Rhonda Talbot


rhonda talbot

rhonda talbot
October 15
The Devils Trifecta
Film Exec, writer, juggler mother http://www.thedevilstrifecta.com http://imaginationadrenalation.blogspot.com/


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JULY 4, 2012 2:19PM


Rate: 13 Flag


I was told she was agitated, uncomfortable and upset while lying in bed watching TV. But this was a state of normalcy for my mother. In bed, amped up, yelling at political pundits.


I didn’t have the heart to share this with the caring hospice nurses.  I knew they were doing their best to ease her pain. What they didn’t know, cancer or not, was that was an impossible job.


When I learned of her lung cancer in early October we talked daily.  Our conversations were light, frivolous, sometimes she asked about my kids. But speaking with her made me feel lighter, more understood. Then she stopped picking up the phone. A few weeks later, I received a generic Christmas card.

Santa was stuffing his giant red bag down a chimney. The card read, “Have a great Christmas! xoxo mom.”

Below in different print: PS: MOM IS DEAD.

Naturally I was a bit stunned so hadn’t noticed the contents that fluttered onto the floor. A collection of inappropriate photographs of Mom from the 70’s wearing halter tops sitting on the edges of 40 foot Schooners in Marin County. 

 Further still was the one page form letter, clearly meant for all six of her children, a kind of hand- crafted memorial to herself. The truncated version was as follows:


“Mom was a fearless butterfly, a lover of life who could whip up a soufflé that would put Julia Child to shame.

She devoted her time to earning PHD’s, sewing  pillow shams and helping Caryn (my youngest , very abled sister,) fill out complex disability forms, all the while on her death bed.” 

The note ended with, “Now she can eat cheeseburgers with abandon while listening to Bach. So don’t break down at this horrid loss. Shoulder on and carry forth.”

I was furious. My initial thoughts were how dare that witch die and not warn me, then to suggest I might come undone!  I’m not exactly falling apart here you presumptions cow!

Because she had lied and told me her cancer was stage one and treatable, we thought there was time. Nonetheless, a sister and I made plans to go see her.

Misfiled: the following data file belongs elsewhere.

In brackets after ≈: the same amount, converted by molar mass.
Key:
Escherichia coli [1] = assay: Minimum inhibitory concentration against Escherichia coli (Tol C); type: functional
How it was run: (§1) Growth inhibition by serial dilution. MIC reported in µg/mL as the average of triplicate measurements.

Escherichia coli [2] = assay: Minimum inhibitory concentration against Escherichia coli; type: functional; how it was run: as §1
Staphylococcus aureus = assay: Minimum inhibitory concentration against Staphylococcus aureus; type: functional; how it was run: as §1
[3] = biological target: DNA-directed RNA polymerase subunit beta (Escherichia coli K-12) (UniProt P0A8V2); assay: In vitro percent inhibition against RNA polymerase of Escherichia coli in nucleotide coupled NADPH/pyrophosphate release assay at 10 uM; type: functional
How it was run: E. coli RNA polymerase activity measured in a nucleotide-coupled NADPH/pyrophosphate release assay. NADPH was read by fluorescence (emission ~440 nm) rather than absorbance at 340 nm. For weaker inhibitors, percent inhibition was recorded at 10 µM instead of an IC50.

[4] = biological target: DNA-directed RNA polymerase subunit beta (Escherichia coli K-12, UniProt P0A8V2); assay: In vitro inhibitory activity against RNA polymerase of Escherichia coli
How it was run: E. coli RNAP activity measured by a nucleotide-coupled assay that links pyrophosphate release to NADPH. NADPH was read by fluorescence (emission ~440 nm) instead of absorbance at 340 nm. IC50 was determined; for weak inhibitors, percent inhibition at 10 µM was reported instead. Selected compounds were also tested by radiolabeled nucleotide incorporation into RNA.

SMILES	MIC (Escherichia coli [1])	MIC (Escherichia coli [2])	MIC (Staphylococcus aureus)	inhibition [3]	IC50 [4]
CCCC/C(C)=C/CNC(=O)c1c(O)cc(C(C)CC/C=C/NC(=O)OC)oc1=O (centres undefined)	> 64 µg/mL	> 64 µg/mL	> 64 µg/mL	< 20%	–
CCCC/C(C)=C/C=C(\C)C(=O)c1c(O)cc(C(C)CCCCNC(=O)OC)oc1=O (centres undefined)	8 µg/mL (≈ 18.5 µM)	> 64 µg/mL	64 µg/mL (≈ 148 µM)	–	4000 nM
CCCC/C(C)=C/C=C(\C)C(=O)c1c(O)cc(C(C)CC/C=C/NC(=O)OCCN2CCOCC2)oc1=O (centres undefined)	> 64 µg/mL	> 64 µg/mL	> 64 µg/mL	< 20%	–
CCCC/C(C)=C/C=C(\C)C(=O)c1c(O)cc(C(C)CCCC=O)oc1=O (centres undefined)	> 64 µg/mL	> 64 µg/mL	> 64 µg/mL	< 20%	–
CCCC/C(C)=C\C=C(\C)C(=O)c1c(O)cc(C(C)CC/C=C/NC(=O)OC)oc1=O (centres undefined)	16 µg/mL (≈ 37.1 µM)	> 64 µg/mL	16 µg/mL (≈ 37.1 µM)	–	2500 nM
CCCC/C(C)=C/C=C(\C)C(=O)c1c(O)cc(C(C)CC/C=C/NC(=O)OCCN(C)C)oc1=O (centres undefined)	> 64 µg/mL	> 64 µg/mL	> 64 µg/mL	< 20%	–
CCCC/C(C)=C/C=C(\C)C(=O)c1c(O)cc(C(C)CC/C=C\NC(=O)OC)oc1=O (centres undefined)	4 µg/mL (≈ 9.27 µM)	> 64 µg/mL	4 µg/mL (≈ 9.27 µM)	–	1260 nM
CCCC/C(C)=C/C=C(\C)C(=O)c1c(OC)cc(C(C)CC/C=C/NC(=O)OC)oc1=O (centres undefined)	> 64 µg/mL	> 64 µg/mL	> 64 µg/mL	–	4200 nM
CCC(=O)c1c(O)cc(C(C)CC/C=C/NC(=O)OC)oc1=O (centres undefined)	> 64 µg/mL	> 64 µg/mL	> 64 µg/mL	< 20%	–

“Mom, Liz and I are flying up.”

“Over my dead body! You cause me nothing but stress.”

Then she hung up. Liz washed her hands of the entire ordeal.

“I’m done. Would have been a nice vacay away from the kids but whatever.”

I was not willing to give up without a fight. I would force my way into her house.

I had no idea Caryn was living with my mother, who was not only witnessing Mom getting sicker by the hour, but ushering in hospice workers and arranging funeral plans. Their scheme was to ship my mother’s dead body to a parlor for “science” so it would be free. After six months, the body is cremated and left with the other anonymous ashes.

Knowing all of this, Caryn did not deem this worthy news.  She called no one, most likely to lessen any drama regarding wills and transferring ownership of the house.

To put this in perspective, my mother married at 15, had six children, grew bored of that life and in short order, we did the gypsy dance until she successfully abandoned every one of us.

After receiving this October Christmas card, there was a flurry of phone calls. My sisters and I discussed at length the absurdity of it all and compared our bizarre photo collections.

Next we moved on to the Xeroxed memo. Here, we could not contain our laughter. This may have been a combination of collective grief and incredulousness. But it was certainly cathartic.

 My mother hated life, was not fearless, never earned an honest paycheck in her life, pursued PHD’s for the grant money, was a bitter alcoholic, and wreaked havoc everywhere she went.  There was one truth. She could sew a mean pillow sham. 

Because Caryn would not take my calls, I took matter into my own hands. Perhaps because I had been denied a mother, I would not be denied her death. There was this urgency for me to know what her last words had been. Did she mention me? Any of us?

Throughout my life, I took it upon myself to uncover truths about my mother, kind of like a mission. Through various trips to Washington to meet my grandmother, (though my mother told me she died in childbirth, her childbirth), I learned my mother set fire to a series of barns, slept with all the local boys, and finally sent off to live with foster parents until she met my father at as USO dance. 

I also learned her grandfather was a renowned pedophile that raped all eight of his daughters, impregnating one, my grandmother. I learned we were not Yakama Indian, as she had always told me, or of British royal blood, or related to any of the Kennedys. I learned her father had committed suicide when she was 12, but no one seems to agree upon his exact method.

But I have had years to process all of this information. Much therapy, self-help groups, sage- burning sessions, meditation practices, and scream seminars are a few among other healing approaches from which to grow. I still have boxes of documentation my grandmother gave me, as if she knew I was coming.

After the shock wore off regarding mother’s quick death, I started another mission to find out exactly what happened. I derive a certain pleasure out of this sleuthing work and sometimes believe I missed my calling. I would have made a great detective. 

I  spoke to her oncologist, hospice workers, funeral directors, locals and the police. I learned she had stage four cancer and was “actively dying” since October 20, 2011. She was sent home to die, hence why she refused visitors.